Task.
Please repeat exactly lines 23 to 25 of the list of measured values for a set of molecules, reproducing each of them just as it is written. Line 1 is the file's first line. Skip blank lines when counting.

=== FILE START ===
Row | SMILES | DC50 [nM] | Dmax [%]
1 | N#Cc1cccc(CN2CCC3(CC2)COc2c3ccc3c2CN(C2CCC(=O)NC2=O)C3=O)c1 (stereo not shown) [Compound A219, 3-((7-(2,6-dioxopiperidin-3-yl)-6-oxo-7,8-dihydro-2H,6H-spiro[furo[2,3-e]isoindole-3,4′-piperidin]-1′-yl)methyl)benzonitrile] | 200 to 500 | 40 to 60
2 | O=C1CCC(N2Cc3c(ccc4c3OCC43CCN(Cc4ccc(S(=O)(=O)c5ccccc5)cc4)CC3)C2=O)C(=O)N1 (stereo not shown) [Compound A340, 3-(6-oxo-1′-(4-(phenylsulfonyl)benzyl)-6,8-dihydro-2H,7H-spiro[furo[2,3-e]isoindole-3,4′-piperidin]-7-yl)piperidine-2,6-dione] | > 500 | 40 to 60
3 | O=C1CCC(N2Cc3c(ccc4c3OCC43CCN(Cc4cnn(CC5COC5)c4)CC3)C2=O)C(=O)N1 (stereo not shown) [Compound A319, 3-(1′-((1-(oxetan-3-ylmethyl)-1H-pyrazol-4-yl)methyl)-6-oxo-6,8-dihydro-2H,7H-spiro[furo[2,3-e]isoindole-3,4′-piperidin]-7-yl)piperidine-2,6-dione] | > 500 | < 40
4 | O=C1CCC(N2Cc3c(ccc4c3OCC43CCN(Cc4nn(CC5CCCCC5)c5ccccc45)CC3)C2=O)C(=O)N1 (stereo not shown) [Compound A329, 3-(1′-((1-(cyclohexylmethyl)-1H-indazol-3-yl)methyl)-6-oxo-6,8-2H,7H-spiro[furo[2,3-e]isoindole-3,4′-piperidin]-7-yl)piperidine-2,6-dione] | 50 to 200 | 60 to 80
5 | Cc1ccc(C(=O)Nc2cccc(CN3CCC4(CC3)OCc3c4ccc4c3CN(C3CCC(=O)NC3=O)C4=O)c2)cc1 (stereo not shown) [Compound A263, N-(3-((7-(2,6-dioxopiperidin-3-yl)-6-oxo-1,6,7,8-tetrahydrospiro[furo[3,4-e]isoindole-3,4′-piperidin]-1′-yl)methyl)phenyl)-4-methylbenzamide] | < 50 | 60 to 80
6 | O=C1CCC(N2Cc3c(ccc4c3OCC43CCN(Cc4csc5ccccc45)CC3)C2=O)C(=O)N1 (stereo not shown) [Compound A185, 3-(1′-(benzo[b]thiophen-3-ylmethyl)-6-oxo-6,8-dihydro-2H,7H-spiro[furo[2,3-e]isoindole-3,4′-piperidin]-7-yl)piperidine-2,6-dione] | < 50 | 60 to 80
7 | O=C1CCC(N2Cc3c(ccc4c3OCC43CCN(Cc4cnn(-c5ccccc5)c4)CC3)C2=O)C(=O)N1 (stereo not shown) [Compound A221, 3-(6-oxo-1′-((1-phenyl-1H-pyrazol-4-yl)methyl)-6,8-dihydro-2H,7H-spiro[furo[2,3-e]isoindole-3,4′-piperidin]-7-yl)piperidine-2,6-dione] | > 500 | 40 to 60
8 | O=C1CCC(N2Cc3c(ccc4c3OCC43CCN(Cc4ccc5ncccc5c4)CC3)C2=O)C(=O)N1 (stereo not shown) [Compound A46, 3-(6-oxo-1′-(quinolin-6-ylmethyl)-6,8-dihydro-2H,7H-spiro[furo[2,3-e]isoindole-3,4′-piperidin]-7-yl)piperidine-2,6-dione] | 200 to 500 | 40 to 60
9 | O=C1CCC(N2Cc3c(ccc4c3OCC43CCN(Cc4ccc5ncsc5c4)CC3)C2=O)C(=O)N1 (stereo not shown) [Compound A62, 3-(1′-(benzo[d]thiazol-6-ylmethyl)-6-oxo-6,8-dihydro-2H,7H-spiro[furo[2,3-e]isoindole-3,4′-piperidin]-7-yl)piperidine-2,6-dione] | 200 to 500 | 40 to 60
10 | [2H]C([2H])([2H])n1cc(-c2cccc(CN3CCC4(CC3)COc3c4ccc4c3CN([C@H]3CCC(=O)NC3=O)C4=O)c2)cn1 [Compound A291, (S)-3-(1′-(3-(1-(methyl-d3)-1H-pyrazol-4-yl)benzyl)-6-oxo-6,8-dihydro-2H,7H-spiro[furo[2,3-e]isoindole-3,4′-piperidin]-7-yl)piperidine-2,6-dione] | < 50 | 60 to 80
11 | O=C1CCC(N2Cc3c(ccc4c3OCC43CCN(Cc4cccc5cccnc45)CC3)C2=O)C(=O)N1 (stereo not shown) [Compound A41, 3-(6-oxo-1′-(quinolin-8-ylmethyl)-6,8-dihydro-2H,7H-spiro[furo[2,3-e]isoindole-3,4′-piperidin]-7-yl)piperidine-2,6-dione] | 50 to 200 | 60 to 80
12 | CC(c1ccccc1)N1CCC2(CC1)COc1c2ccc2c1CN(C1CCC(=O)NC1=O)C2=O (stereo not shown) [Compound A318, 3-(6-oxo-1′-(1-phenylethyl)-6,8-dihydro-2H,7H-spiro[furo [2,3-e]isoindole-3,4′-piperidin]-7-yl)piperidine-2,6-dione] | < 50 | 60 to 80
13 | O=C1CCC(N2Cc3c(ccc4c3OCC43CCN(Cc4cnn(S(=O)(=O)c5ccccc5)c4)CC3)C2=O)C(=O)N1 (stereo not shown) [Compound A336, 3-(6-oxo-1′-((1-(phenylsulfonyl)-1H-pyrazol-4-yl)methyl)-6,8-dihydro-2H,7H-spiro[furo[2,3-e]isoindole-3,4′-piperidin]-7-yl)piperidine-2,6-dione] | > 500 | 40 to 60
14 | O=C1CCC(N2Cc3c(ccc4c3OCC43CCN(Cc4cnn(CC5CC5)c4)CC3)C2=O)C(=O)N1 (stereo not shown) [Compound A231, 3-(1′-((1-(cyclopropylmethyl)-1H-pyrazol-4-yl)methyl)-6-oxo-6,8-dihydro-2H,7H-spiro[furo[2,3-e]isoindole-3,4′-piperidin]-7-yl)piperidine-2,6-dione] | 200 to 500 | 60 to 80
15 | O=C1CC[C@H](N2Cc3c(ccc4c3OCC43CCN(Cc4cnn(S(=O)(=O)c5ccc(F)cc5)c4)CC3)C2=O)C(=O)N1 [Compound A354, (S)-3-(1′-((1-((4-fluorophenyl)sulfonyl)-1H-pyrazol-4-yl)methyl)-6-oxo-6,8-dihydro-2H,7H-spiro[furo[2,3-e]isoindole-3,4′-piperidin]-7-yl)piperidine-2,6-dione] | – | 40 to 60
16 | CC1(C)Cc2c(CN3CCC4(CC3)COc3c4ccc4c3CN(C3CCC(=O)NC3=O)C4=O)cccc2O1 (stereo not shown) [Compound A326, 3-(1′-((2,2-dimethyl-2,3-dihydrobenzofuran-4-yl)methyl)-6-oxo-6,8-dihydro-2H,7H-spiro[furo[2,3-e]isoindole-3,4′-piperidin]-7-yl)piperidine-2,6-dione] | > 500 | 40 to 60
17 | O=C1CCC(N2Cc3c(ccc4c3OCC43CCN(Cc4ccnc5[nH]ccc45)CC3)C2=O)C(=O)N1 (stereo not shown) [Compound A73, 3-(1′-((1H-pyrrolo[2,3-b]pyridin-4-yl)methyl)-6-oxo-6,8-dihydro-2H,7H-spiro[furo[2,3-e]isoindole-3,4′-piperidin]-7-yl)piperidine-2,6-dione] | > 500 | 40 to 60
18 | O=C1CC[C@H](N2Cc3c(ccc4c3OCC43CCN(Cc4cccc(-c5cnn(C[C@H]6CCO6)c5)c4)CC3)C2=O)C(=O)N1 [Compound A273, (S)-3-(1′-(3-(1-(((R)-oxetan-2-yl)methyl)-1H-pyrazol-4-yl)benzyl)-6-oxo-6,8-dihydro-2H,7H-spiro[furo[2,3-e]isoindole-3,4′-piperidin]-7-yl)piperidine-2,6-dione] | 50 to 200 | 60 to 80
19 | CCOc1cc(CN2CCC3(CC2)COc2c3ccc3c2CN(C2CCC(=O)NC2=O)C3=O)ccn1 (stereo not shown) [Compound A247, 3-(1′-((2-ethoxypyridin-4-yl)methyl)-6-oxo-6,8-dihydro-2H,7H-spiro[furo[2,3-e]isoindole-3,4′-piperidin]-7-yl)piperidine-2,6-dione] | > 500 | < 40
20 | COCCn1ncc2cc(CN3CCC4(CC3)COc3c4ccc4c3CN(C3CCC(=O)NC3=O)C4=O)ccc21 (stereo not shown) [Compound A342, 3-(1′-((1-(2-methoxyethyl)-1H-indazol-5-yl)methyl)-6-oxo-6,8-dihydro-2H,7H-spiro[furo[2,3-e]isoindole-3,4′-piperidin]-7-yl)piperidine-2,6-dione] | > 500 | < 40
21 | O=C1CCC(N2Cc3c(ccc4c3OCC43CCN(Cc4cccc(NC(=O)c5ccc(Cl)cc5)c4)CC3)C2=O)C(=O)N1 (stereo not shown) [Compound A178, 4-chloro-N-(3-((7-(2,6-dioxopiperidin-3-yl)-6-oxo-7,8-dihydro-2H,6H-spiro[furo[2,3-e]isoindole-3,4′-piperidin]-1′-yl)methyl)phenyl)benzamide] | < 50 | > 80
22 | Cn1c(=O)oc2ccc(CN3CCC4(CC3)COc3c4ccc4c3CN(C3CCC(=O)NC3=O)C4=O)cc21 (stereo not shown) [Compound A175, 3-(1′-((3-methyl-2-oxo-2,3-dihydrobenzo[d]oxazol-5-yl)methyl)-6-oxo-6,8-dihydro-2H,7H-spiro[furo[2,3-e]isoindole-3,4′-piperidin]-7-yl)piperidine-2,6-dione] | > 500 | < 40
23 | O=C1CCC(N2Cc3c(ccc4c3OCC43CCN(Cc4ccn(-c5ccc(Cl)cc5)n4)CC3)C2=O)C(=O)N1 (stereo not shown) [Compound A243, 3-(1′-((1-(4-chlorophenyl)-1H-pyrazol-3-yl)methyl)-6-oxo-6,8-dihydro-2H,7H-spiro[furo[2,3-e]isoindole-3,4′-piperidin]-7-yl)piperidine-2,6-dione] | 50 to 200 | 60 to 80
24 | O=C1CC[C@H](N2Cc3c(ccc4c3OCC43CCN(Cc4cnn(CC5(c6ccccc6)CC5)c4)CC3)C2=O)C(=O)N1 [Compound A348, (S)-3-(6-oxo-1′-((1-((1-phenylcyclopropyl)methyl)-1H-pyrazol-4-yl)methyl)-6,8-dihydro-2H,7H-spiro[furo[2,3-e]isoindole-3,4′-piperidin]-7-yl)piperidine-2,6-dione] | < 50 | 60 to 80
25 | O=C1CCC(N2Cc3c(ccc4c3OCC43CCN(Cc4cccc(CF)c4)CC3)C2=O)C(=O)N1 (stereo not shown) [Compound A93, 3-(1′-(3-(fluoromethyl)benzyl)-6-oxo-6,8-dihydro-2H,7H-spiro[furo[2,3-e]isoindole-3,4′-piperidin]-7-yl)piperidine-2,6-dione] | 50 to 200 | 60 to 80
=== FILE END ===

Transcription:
22 | Cn1c(=O)oc2ccc(CN3CCC4(CC3)COc3c4ccc4c3CN(C3CCC(=O)NC3=O)C4=O)cc21 (stereo not shown) [Compound A175, 3-(1′-((3-methyl-2-oxo-2,3-dihydrobenzo[d]oxazol-5-yl)methyl)-6-oxo-6,8-dihydro-2H,7H-spiro[furo[2,3-e]isoindole-3,4′-piperidin]-7-yl)piperidine-2,6-dione] | > 500 | < 40
23 | O=C1CCC(N2Cc3c(ccc4c3OCC43CCN(Cc4ccn(-c5ccc(Cl)cc5)n4)CC3)C2=O)C(=O)N1 (stereo not shown) [Compound A243, 3-(1′-((1-(4-chlorophenyl)-1H-pyrazol-3-yl)methyl)-6-oxo-6,8-dihydro-2H,7H-spiro[furo[2,3-e]isoindole-3,4′-piperidin]-7-yl)piperidine-2,6-dione] | 50 to 200 | 60 to 80
24 | O=C1CC[C@H](N2Cc3c(ccc4c3OCC43CCN(Cc4cnn(CC5(c6ccccc6)CC5)c4)CC3)C2=O)C(=O)N1 [Compound A348, (S)-3-(6-oxo-1′-((1-((1-phenylcyclopropyl)methyl)-1H-pyrazol-4-yl)methyl)-6,8-dihydro-2H,7H-spiro[furo[2,3-e]isoindole-3,4′-piperidin]-7-yl)piperidine-2,6-dione] | < 50 | 60 to 80